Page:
RNA probes produced can be readily separated from the DNA template by DNase treatment of the terminated transcription reaction and/or gel purification. In addition, probe is generated from only one of the template strands. Therefore, there is no template or second probe strand to effectively lower the probe's specific activity by competing with target for hybridization to it.

Random Priming

Random priming reactions use Klenow enzyme to extend random oligomers hybridized to denatured DNA in the presence of deoxynucleotides. The low K m of Klenow enzyme allows efficient incorporation of low molar concentrations of high specific activity radiolabeled nucleotides (e.g. [alpha- 32P]dATP or dCTP at 3000-6000 Ci/mmol, at a final concentration of 0.67 µM). The probes generated by this reaction have specific activities in the range of greater than or equal to 1-3 x 10 9 cpm/µg. Probe yield is dependent on the amount of starting template used in the reaction. The larger the amount of DNA template used in the reaction, the greater the yield of probe. However, since there is no way to separate the template from the probe produced, there is a trade off between probe yield and specific activity when using the random priming method. Large amounts of template result in lower specific activity since the template competes with the labeled probe for hybridization to the target. While the presence of template is the major factor reducing specific activity of such probes, it should also be realized that both template strands are used to generate probe so that there is additional competition by the other labeled strand generated.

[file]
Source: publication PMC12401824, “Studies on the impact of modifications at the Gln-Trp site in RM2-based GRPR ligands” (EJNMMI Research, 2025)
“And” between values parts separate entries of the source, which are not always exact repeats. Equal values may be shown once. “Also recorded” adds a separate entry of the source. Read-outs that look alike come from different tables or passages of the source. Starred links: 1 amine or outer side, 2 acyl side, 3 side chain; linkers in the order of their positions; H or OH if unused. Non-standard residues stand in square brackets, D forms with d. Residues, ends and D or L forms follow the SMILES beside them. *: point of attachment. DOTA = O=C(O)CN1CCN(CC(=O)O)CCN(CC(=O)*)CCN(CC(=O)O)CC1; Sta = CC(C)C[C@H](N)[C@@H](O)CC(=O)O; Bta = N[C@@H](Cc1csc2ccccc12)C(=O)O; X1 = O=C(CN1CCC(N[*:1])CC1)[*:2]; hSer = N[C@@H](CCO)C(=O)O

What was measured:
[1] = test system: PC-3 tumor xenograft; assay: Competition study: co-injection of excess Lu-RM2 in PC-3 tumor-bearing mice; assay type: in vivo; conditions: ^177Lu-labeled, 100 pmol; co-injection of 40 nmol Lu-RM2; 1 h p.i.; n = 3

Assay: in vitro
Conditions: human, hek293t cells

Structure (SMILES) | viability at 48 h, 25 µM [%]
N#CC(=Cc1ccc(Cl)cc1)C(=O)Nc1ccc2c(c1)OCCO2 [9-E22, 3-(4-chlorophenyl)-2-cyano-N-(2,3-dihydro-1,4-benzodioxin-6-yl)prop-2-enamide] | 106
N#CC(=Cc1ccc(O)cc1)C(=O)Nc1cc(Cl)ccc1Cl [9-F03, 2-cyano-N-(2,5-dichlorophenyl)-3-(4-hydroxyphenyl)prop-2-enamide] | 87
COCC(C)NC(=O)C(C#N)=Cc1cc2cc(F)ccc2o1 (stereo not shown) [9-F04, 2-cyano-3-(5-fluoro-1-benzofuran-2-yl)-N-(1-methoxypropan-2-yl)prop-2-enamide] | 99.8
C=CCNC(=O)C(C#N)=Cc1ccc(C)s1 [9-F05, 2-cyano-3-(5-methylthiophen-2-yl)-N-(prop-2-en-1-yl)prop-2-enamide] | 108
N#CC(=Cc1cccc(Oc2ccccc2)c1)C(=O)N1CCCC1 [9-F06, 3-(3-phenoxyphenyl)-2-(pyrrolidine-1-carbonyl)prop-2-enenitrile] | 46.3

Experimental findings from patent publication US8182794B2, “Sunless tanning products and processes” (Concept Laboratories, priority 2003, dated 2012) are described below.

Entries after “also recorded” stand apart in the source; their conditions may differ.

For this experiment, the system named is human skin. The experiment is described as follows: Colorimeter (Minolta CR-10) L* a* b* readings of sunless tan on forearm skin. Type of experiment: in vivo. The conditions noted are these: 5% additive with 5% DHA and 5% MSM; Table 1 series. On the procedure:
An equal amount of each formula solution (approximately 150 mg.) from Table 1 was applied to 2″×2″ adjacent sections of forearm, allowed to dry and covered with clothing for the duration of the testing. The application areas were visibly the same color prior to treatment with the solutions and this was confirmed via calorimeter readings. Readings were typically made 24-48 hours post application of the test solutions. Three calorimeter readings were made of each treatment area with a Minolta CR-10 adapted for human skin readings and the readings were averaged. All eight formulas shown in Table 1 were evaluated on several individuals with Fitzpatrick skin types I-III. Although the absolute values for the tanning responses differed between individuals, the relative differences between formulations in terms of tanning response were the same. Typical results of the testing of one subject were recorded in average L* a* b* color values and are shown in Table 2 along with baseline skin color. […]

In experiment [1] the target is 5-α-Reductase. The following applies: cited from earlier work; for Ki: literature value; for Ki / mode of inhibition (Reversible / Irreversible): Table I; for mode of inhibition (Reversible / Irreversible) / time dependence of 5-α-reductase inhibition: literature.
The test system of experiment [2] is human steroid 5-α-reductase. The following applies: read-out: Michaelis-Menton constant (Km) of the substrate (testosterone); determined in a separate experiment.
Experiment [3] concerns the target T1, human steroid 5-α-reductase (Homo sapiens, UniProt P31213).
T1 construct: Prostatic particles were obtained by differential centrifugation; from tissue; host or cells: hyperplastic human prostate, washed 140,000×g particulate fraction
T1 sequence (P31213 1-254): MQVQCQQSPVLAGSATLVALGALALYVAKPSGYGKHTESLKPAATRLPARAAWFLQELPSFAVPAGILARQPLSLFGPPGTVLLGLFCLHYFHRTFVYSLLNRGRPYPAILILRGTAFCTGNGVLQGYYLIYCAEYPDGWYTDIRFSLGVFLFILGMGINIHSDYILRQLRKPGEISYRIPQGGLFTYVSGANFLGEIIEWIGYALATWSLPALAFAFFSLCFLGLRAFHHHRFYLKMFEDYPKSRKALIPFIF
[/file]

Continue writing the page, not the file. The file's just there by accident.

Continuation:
5' End-labeling with [gamma-32P] ATP and Polynucleotide Kinase

5' end-labeling incorporates a single [ 32P]phosphate per molecule independent of sequence length. Therefore, a comparison of specific activity expressed in cpm/µg is only meaningful when comparing two probes of roughly equal size, and it is perhaps more realistic to talk about specific activity in terms of cpm/pmol than cpm/µg. Using Ambion's KinaseMaxí 5' End-Labeling Kit, incorporation levels of 95-100% of [gamma- 32P]ATP for the forward reaction and 20% for the exchange reaction are routinely obtained. When ATP with a specific activity of 7000 Ci/mmol is used on the reference day stated on the stock vial, you should expect to get 1.32 x 10 7 cpm/pmol for 100% labeling of the 5' ends. This converts to 2 x 10 9 cpm/µg for a 20-mer oligonucleotide or 8 x 10 7 cpm/µg for a 500 nt single-stranded DNA.